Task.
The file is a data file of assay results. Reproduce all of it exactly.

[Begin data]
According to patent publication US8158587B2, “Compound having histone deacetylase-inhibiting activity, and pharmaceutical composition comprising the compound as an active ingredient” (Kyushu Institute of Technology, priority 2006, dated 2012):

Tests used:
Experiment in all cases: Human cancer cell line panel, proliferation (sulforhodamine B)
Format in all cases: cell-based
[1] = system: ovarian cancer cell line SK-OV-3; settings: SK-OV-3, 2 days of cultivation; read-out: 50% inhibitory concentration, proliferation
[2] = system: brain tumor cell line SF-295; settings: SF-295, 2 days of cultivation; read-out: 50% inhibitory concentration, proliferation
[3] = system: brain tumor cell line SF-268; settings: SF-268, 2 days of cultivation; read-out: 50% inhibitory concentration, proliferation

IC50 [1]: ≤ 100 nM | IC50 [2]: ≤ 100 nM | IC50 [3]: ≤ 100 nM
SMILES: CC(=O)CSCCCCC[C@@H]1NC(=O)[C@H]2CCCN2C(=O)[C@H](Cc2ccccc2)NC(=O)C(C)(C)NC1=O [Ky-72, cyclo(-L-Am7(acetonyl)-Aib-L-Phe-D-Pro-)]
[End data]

According to patent publication US8158587B2, “Compound having histone deacetylase-inhibiting activity, and pharmaceutical composition comprising the compound as an active ingredient” (Kyushu Institute of Technology, priority 2006, dated 2012):

Tests used:
Experiment in all cases: Human cancer cell line panel, proliferation (sulforhodamine B)
Format in all cases: cell-based
[1] = system: ovarian cancer cell line SK-OV-3; settings: SK-OV-3, 2 days of cultivation; read-out: 50% inhibitory concentration, proliferation
[2] = system: brain tumor cell line SF-295; settings: SF-295, 2 days of cultivation; read-out: 50% inhibitory concentration, proliferation
[3] = system: brain tumor cell line SF-268; settings: SF-268, 2 days of cultivation; read-out: 50% inhibitory concentration, proliferation

IC50 [1]: ≤ 100 nM | IC50 [2]: ≤ 100 nM | IC50 [3]: ≤ 100 nM
SMILES: CC(=O)CSCCCCC[C@@H]1NC(=O)[C@H]2CCCN2C(=O)[C@H](Cc2ccccc2)NC(=O)C(C)(C)NC1=O [Ky-72, cyclo(-L-Am7(acetonyl)-Aib-L-Phe-D-Pro-)]